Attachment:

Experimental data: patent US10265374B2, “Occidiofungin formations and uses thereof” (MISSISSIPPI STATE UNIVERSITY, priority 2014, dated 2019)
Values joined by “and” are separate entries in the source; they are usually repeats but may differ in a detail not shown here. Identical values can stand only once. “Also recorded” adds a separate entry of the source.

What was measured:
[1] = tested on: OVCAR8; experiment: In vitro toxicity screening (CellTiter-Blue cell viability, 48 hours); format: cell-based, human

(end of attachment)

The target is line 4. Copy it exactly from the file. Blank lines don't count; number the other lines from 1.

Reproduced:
[1] = tested on: OVCAR8; experiment: In vitro toxicity screening (CellTiter-Blue cell viability, 48 hours); format: cell-based, human